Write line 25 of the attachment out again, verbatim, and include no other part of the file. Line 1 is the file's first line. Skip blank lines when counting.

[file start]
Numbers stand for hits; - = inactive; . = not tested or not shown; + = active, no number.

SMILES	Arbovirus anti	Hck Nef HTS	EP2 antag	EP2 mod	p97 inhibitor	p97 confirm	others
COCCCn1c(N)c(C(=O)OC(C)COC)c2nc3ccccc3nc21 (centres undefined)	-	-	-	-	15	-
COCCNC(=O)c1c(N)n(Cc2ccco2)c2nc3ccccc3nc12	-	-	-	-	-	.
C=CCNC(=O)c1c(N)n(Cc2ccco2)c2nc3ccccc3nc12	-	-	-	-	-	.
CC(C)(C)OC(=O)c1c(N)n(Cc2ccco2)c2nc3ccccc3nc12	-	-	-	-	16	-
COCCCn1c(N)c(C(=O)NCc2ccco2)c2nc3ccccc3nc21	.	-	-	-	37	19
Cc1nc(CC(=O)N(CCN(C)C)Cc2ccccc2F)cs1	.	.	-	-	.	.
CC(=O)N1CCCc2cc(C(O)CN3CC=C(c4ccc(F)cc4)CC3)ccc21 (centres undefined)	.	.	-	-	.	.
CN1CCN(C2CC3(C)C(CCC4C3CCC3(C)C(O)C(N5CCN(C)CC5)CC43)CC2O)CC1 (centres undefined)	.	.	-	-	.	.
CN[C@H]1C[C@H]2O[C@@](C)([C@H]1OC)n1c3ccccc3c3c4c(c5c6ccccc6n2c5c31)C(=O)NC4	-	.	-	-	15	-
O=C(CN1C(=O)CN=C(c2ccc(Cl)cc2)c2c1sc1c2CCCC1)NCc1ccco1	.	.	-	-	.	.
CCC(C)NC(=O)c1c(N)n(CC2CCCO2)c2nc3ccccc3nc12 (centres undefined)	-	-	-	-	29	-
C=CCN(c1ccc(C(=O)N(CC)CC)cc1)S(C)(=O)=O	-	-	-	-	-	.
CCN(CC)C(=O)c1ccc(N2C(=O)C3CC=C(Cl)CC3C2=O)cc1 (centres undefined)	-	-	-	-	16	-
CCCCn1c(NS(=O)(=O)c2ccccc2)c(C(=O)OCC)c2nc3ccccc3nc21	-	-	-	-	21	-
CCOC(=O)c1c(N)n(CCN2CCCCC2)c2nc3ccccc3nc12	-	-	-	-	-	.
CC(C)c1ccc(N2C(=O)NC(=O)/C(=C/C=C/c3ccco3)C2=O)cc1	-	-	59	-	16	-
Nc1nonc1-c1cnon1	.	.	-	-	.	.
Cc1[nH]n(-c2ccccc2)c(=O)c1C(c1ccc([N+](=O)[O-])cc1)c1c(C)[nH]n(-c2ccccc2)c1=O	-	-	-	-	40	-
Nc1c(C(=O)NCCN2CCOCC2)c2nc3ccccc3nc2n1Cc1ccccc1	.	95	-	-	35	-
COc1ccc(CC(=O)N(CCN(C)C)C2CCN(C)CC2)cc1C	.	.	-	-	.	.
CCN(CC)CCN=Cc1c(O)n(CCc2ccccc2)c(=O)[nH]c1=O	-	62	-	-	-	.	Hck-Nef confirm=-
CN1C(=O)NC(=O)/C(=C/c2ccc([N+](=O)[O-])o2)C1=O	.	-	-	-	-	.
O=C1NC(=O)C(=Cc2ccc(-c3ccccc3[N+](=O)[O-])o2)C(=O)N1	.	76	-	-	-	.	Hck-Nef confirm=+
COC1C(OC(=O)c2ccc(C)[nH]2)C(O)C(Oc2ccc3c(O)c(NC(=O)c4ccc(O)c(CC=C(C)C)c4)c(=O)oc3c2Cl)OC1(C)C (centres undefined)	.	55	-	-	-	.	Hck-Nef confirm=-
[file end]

O=C1NC(=O)C(=Cc2ccc(-c3ccccc3[N+](=O)[O-])o2)C(=O)N1	.	76	-	-	-	.	Hck-Nef confirm=+